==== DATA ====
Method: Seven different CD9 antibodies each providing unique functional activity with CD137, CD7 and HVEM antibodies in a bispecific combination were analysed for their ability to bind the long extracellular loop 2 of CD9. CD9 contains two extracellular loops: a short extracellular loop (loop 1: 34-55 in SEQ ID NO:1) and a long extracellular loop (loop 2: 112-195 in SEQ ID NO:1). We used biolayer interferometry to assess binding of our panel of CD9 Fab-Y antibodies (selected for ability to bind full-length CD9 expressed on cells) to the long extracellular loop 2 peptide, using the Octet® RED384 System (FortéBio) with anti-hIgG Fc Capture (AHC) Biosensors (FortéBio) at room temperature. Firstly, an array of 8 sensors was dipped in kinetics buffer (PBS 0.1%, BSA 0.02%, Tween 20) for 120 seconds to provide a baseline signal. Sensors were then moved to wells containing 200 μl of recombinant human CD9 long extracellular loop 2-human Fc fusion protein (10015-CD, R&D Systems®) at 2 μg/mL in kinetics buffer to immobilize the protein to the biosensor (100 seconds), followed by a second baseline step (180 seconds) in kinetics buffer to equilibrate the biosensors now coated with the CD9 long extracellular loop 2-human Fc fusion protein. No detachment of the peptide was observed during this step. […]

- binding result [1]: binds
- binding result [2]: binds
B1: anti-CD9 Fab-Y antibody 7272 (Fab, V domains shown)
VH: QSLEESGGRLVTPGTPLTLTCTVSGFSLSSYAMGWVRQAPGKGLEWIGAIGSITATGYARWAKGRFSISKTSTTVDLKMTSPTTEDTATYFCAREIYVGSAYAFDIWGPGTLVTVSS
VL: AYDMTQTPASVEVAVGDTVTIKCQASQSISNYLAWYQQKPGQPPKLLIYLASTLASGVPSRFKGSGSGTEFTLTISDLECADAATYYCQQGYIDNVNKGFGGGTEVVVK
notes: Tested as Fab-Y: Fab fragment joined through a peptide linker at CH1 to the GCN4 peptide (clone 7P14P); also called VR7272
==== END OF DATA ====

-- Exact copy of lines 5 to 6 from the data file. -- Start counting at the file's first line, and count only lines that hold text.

VH: QSLEESGGRLVTPGTPLTLTCTVSGFSLSSYAMGWVRQAPGKGLEWIGAIGSITATGYARWAKGRFSISKTSTTVDLKMTSPTTEDTATYFCAREIYVGSAYAFDIWGPGTLVTVSS
VL: AYDMTQTPASVEVAVGDTVTIKCQASQSISNYLAWYQQKPGQPPKLLIYLASTLASGVPSRFKGSGSGTEFTLTISDLECADAATYYCQQGYIDNVNKGFGGGTEVVVK